What does an electrician do?

Broadly speaking, electricians can work on maintenance projects or on new construction projects. Maintenance work deals with repairing or replacing wiring and components in existing structures or systems. Electrical work in new construction projects deals with installing systems, wiring and components in newly-built factories, office buildings, shopping centers and homes. In either case, work can be done inside and outside of the building site.

Most electricians tend to specialize in a particular category of work. Outside linemen, as the name implies, work outside on things such as utility poles, transformers and cables that connect utilities with residential, commercial and industrial properties. This work can be physically challenging as it involves climbing utility poles and dealing with harsh weather. Inside wiremen work indoors and focus on wiring for new construction or on the re-wiring of existing structures. This work can involve homes, commercial properties or industrial properties. Often times, inside wiremen specialize in either new construction or work on existing buildings.

Many skills are required of electricians. You must have a good understanding of electrical infrastructure (the grid, transmission systems, circuit breakers, panel boards, appliances, etc.). You must be able to read blueprints, and work with specialized equipment such as ohmmeters, voltmeters and oscilloscopes. And much more. This all comes with on the job training and experience.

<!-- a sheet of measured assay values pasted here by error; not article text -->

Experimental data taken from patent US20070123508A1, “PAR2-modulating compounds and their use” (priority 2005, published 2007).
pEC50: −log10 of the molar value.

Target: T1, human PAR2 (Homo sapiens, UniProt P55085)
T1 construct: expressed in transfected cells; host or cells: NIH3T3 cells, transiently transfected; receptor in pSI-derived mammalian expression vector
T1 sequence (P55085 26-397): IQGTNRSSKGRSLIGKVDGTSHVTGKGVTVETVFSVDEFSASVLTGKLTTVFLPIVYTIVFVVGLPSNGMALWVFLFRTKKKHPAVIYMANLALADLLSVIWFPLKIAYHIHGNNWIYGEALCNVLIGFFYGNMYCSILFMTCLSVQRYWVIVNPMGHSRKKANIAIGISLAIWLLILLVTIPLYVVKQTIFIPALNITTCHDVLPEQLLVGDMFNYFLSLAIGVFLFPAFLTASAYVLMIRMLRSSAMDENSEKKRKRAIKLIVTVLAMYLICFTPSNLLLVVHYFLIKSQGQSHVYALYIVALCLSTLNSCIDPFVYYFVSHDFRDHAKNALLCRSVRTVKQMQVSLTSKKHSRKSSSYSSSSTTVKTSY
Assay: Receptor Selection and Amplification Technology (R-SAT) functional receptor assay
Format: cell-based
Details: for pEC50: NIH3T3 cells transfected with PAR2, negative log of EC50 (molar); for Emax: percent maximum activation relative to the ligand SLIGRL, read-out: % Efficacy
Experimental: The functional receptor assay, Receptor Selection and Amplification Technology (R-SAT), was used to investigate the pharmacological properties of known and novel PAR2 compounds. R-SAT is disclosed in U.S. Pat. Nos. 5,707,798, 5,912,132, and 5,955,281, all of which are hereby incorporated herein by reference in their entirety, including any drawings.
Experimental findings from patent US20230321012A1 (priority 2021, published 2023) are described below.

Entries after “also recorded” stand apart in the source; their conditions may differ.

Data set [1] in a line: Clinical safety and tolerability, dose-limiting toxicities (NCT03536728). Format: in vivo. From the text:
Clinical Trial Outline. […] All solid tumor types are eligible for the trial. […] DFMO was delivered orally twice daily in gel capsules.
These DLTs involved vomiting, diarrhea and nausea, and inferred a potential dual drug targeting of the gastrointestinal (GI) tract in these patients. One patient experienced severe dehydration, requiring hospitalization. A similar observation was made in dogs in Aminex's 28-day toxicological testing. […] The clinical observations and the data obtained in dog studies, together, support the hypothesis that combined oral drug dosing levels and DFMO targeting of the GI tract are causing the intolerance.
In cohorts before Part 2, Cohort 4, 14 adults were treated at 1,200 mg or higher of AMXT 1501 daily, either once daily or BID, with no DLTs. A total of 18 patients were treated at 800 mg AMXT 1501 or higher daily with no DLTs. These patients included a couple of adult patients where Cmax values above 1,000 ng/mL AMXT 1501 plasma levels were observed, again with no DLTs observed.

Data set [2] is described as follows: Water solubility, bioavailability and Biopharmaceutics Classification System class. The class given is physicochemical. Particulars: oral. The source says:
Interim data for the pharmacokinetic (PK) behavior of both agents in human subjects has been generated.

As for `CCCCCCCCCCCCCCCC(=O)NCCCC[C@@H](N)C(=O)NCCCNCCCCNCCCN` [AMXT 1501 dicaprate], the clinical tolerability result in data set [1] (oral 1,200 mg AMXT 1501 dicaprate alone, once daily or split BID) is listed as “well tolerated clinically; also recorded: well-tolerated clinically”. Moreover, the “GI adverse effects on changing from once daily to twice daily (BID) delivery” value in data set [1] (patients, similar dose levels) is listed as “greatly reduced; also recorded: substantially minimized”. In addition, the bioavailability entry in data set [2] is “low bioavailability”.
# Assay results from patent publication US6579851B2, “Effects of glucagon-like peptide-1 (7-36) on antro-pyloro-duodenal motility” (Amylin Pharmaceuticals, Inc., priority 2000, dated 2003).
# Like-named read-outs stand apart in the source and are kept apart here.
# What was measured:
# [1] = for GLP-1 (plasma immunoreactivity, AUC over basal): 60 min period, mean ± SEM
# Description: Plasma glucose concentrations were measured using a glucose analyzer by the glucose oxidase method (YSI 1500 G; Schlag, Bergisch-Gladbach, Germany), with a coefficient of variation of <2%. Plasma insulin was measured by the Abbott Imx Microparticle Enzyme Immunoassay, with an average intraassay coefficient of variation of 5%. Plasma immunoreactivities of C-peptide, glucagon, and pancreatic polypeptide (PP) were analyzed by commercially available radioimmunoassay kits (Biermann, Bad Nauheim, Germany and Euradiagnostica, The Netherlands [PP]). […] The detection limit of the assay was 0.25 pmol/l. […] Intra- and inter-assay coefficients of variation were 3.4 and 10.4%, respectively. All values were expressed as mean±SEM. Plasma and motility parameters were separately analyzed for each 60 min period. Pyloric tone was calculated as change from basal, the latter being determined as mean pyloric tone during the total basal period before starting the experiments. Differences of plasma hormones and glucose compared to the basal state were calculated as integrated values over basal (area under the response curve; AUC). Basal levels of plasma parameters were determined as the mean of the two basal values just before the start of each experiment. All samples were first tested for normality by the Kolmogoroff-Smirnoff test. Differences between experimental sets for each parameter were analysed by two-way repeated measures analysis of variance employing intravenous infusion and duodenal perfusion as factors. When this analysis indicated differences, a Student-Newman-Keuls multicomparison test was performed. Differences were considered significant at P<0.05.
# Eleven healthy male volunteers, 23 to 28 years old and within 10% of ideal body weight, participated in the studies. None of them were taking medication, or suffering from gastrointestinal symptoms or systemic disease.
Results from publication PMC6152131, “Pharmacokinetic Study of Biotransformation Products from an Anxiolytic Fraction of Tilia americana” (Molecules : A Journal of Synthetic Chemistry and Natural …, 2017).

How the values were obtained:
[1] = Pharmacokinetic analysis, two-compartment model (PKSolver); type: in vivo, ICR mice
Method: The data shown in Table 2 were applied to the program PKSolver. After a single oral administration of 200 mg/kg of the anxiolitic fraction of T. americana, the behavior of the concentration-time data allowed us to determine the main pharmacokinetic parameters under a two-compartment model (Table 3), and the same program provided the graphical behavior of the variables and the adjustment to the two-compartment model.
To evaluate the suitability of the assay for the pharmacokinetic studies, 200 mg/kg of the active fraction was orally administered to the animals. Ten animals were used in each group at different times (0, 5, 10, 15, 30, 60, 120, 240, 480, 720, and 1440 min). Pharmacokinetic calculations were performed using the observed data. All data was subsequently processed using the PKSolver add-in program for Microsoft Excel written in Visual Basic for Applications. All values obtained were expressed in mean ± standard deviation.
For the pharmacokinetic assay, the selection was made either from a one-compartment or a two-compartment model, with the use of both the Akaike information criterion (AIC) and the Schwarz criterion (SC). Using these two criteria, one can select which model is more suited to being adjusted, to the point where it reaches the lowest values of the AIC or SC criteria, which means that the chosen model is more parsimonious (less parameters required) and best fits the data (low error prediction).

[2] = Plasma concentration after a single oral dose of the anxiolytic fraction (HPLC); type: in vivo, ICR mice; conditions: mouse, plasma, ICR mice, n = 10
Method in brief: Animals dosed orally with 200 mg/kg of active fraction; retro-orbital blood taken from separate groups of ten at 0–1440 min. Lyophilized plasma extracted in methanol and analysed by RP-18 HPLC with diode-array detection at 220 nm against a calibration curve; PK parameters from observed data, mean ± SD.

Becoming an electrician requires years of apprenticeship and training. The first step is to serve as an apprentice for several years where you receive a combination of “on the job” training and classroom training. The next step is to become a licensed journeyman where you can work without direct supervision. After years as journeymen, some electricians choose to advance further and become master electricians. This involves years of exposure to specialty work, passing an exam and providing letters of reference to a local governing board. Some master electricians decide to take the next (and final) step up by becoming independent electrical contractors. This allows you to have your own business, to employ other electricians and to bid directly on work. Becoming an independent electrical contractor involves a lot of responsibility but can be very rewarding.